In his discussion of the evolutionary approach to humanity, Tallis takes aim at the concept of memes, units of ideas that multiply and spread more widely when they are successful. Memes have been introduced to fill in an evolutionary narrative - "the great ditch between animals and humans who live their lives actively". But there are no such "units". And unlike the role of genes or viruses that infect a "passive" organism, the mind works actively with memes, accepting or rejecting them. In the theory of memes, the distinction between the genotype and the phenotype, in other words the one that exists between the recipe (genes) and the complete organism, is simply not there.
Inevitably in the interpretation of neurological and evolutionary insights, we are bewitched by language. We tend to ascribe properties to the object "out there", forgetting the person who is a key to the description. A clock does not tell the time. A word processor does not process words. Nerve cells are not signalling devices. When we want to understand what it is to be human, we should consider not only the brain and the body but also the human who seeks to understand human nature. Tallis agrees with Richard Dawkins that evolution is the product of blind processes, as if made by a blind watchmaker. Tallis, too, calls himself an atheist, but he stresses that through those processes, "sighted watchmakers" have arisen; beings who have the ability of foresight, of communication and of self-awareness in ways not previously present in the process.
Those newly acquired abilities do not go against nature, just as flying in aircraft does not go against the law of gravity. Rather, we human beings have learned to use the tricks of nature, and thereby show new possibilities within reality. And we have learned to make things explicit in language; creating a collective semiosphere, a world of meanings, facts and possibilities, and a world with teaching and government. Here, Tallis sides with Aristotle: humans are political, symbol-using animals.
Towards the end of the book, Tallis considers the humanities, and various examples of neuro-aesthetics and neuro-evolutionary literary criticisms are finely dissected. But he concludes that "once the glamour of high science is removed", such studies tell us very little. The humanities are better off when they are done as humanities, he argues, rather than bowing too deeply to the scientistic overstatement of our time.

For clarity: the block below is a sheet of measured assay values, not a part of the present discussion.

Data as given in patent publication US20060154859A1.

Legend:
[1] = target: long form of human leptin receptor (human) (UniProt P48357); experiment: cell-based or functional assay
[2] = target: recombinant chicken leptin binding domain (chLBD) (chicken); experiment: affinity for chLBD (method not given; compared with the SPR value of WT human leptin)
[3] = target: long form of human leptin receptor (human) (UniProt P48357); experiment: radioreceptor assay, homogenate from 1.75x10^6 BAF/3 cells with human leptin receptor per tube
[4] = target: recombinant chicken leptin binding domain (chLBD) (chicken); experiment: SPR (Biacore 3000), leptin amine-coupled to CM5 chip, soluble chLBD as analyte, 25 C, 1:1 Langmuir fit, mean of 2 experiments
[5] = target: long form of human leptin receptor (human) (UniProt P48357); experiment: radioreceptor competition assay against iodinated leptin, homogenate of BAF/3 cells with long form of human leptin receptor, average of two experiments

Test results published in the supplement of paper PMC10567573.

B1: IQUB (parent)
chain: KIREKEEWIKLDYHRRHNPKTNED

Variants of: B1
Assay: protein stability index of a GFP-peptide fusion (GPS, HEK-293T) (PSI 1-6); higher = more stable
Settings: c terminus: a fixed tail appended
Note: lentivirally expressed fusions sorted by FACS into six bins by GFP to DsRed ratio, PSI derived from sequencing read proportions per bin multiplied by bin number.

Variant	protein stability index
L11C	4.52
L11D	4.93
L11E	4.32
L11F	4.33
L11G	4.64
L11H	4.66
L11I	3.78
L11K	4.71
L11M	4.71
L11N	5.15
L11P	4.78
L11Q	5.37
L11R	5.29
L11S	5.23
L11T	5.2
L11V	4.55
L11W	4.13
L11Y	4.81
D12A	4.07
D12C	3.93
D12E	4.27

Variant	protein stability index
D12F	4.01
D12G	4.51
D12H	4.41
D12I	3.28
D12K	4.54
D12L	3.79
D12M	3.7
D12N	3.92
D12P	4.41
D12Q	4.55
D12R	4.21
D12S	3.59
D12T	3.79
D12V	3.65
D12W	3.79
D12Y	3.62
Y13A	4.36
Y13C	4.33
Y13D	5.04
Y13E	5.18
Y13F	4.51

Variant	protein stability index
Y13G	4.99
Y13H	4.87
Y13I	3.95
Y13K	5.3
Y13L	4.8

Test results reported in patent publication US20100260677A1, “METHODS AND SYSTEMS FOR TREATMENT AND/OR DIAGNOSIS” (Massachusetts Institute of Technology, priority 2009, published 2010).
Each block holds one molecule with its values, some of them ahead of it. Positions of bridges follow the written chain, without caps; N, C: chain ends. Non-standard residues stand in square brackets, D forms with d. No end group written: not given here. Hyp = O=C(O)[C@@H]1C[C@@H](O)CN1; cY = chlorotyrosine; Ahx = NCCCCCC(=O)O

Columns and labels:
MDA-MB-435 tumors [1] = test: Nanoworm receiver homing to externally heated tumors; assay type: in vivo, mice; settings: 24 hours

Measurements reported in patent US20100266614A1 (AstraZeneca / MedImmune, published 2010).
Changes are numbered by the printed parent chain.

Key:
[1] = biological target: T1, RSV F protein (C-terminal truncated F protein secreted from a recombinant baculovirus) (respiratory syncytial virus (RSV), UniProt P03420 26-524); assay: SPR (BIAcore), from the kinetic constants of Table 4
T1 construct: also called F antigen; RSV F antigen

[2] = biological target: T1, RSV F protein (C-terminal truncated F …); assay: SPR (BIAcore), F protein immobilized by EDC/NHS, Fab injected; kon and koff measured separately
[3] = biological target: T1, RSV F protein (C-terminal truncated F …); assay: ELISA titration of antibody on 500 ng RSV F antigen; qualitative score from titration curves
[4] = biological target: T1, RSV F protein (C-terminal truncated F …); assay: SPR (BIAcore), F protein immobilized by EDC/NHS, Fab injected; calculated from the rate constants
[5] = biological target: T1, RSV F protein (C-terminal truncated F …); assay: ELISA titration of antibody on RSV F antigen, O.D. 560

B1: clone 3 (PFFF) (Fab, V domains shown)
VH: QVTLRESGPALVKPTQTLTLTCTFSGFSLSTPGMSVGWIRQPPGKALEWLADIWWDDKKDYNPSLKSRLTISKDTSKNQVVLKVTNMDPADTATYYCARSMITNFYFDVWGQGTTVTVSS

While Aping Mankind is a pleasure to read, it suffers on occasion from the failing that Tallis ascribes to his opponents: overstatement. In seeking to ensure that humans are not degraded to the level of animals, he emphasises the distance that separates us from animals - other animals, one might say, although Tallis avoids such degrading terminology. One might argue that an explanatory relationship in itself does not decide on issues of value. Thus it is possible to decouple the fight over moral and political issues from the outcome of the controversy over the possibility of a neuro-evolutionary understanding of consciousness.
And why would insight into our own animality be a justification for despair? It might just as easily enhance our admiration for our fellow living beings, and also increase our appreciation of sociality among apes. Tallis is fighting for a good cause, but surely there is still potential for gain in cooperation between the humanities and neuro-cognitive and evolutionary studies.
Raymond Tallis trained as a doctor at the University of Oxford and at St Thomas' Hospital, London, and says he found medicine "utterly engrossing".
In 2006, the same year he received the Founder's Medal of the British Geriatrics Society, he retired from the profession to become a full-time writer.
Tallis wrote scores of unpublished manuscripts in the 1970s and 1980s, until in 1988, after 135 rejections, his first book, Not Saussure: A Critique of Post-Saussurean Literary Theory, was published.
It was conceived on a long train journey from New Orleans to Atlanta as Tallis read Jacques Derrida's Of Grammatology "with mounting anger at the extraordinary sloppiness of his writing".
Tallis' hobbies are "togethering with my family" and music. "I am besotted by classical music and get the shakes if I do not go to a concert at least once a week."
However, he adds, "the nearest anyone in our house got to playing a musical instrument was one Christmas when a candle set fire to our piano".
Aping Mankind: Neuromania, Darwinitis and the Misrepresentation of Humanity
By Raymond Tallis
Acumen, 400pp, £25.00
Published 30 June 2011